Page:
The Norwegian Nobel Committee awarded the 2020 Nobel Peace Prize to the WFP (World Food Programme), headquartered in Rome, “for its efforts to combat hunger and for acting as a driving force to prevent the use of hunger as a weapon of war”.
Established in 1961 and UN official programme since 1965, the WFP is the leading humanitarian organization saving lives and changing lives, delivering food assistance in emergencies, and working with communities to improve nutrition and build resilience.
The WFP’s activities focus on emergency assistance, relief and rehabilitation, development, and special operations.
Hereafter some data of 2019 which allow us to understand why the WFP is such an important pillar in the fight against hunger in the world:
It assisted 97 million people – the highest rate from 2012 – in 88 countries.
Every day 5,600 trucks, 30 ships, and about 10 planes of the WFP travel to bring food and other types of assistance to those in need.
The WFP distributed 4.2 million tons of food and US$2.1 billion of cash-based transfers and vouchers (the programme is funded by voluntary donations of governments and privates). Food is bought as close as possible to where it is needed so they can save time and money on transport costs and help sustain local economies. Where there are difficulties, cash-based transfers facilitate direct local purchases.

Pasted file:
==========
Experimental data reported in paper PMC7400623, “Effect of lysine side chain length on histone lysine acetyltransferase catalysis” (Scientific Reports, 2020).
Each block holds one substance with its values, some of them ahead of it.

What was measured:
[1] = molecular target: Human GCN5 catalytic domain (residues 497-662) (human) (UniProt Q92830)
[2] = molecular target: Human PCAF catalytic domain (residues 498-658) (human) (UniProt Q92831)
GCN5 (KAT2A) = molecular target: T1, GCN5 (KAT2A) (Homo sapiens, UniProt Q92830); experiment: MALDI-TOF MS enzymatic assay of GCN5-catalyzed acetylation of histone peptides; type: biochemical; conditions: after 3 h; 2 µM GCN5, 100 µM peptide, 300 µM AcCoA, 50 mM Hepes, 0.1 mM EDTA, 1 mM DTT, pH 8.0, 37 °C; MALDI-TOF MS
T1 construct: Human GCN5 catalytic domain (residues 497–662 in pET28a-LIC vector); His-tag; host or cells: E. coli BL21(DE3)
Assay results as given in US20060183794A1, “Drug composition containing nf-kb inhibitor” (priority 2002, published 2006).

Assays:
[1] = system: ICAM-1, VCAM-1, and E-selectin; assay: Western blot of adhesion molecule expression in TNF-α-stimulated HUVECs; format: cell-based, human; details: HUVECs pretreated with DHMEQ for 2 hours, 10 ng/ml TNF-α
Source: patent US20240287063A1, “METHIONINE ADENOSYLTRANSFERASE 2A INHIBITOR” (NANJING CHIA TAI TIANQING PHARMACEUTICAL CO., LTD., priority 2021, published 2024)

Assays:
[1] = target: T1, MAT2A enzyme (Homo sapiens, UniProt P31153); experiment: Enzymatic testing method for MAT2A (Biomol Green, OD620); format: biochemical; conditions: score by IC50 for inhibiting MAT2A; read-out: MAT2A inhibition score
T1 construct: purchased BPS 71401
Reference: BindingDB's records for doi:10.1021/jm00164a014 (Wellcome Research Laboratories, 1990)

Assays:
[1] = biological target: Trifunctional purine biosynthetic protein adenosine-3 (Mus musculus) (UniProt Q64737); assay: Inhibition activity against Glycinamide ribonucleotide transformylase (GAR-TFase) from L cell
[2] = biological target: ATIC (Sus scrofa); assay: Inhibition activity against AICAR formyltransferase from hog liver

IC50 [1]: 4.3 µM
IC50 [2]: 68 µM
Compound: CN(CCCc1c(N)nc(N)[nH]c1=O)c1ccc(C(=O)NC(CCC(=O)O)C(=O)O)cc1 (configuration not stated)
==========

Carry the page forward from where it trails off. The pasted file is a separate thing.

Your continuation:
The WFP provided school meals to more than 17.3 million children in 50 countries, often in the hardest-to-reach areas.
It counts more than 17,000 employees all around the world; more than 90% of them live in countries where they provide assistance.
In the last months, the WFP dedicated to the consequences of the Covid-19 pandemic, which forced governments around the world to implement very strict restrictions, with effects on the unemployment and poverty indexes.
Despite the efforts, in 2019, 135 million people, in 55 countries, still suffered because of severe food insecurity and about one person out of three suffered from some form of malnutrition.
Two-thirds of the programme’s activities take place in conflict-affected countries (Yemen, Syria, Burkina Faso, Nigeria, etc.), where people are three times more likely to be undernourished than those living in countries without conflicts. The link between hunger and war is indeed a vicious circle: wars cause food scarcity or difficulties in having access to it, and at the same time, food insecurity and hunger can cause conflicts and violence.
Among the 17 Sustainable Development Goals adopted by the world community in 2015 there is Zero Hunger, a collective commitment to end hunger, achieve food security, improve nutrition, and promote sustainable agriculture: these goals match with the priorities of the World Food Programme, that commits each day to making a hunger zero world a reality.
As the WFP site states:
“The world has made great progress in reducing hunger: there are 300 million fewer hungry people than in 1990-92, despite a 1.9 billion increase in the world’s population.
But there is still a long way to go, and no organization can achieve Zero Hunger if it works alone.
If we want to see a world free of hunger by 2030, governments, citizens, civil society organizations, and the private sector must collaborate to invest, innovate, and create lasting solutions.”.